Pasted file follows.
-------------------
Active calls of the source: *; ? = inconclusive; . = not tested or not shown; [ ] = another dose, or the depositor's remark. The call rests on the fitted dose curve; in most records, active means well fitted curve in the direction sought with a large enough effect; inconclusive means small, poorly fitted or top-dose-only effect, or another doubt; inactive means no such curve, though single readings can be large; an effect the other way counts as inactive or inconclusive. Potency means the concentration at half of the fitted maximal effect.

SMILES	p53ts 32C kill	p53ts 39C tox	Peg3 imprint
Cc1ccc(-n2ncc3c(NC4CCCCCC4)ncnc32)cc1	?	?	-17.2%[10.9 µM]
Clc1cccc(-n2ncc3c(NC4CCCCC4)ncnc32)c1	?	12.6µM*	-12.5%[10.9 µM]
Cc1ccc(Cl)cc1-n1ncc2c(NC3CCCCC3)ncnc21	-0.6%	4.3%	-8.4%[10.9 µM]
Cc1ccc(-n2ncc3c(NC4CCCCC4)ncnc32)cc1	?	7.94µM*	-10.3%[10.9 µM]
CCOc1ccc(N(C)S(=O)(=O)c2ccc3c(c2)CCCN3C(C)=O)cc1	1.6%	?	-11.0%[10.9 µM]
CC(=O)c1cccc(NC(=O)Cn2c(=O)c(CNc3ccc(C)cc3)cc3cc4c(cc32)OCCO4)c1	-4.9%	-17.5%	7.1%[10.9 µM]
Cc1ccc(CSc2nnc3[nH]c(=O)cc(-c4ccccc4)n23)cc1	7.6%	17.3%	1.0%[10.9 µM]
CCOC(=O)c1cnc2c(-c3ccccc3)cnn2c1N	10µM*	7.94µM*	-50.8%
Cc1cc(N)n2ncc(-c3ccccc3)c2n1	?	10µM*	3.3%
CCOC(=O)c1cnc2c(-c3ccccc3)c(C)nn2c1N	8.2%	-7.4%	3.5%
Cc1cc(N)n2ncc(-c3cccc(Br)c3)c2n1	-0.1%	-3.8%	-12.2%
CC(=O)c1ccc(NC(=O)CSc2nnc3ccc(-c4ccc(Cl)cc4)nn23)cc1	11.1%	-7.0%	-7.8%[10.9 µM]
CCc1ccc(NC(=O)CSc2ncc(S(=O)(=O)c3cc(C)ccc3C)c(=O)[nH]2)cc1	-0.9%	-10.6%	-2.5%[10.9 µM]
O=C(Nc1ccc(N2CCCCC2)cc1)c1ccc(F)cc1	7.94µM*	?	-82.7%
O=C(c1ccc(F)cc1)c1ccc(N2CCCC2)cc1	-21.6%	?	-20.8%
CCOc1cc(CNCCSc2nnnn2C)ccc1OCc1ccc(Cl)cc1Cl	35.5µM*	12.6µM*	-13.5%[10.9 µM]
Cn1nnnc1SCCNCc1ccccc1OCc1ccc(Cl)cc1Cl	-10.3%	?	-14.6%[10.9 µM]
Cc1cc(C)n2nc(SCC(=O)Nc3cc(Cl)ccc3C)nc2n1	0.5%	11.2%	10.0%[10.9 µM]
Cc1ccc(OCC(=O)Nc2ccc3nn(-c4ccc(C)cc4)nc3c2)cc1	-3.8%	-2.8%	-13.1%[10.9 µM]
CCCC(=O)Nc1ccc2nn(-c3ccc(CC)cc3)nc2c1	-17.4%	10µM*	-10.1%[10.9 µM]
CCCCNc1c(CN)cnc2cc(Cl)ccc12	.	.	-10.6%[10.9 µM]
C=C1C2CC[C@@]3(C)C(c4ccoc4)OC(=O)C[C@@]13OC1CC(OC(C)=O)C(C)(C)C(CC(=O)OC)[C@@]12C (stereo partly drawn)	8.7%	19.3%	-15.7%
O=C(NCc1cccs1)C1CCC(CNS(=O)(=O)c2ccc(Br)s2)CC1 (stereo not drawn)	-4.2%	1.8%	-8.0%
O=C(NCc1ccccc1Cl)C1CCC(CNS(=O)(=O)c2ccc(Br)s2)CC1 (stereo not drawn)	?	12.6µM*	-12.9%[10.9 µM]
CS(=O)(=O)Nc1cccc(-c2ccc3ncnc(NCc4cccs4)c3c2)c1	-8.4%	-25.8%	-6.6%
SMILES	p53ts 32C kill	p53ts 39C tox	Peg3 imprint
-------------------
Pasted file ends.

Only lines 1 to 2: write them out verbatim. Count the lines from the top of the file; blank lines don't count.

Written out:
Active calls of the source: *; ? = inconclusive; . = not tested or not shown; [ ] = another dose, or the depositor's remark. The call rests on the fitted dose curve; in most records, active means well fitted curve in the direction sought with a large enough effect; inconclusive means small, poorly fitted or top-dose-only effect, or another doubt; inactive means no such curve, though single readings can be large; an effect the other way counts as inactive or inconclusive. Potency means the concentration at half of the fitted maximal effect.

SMILES	p53ts 32C kill	p53ts 39C tox	Peg3 imprint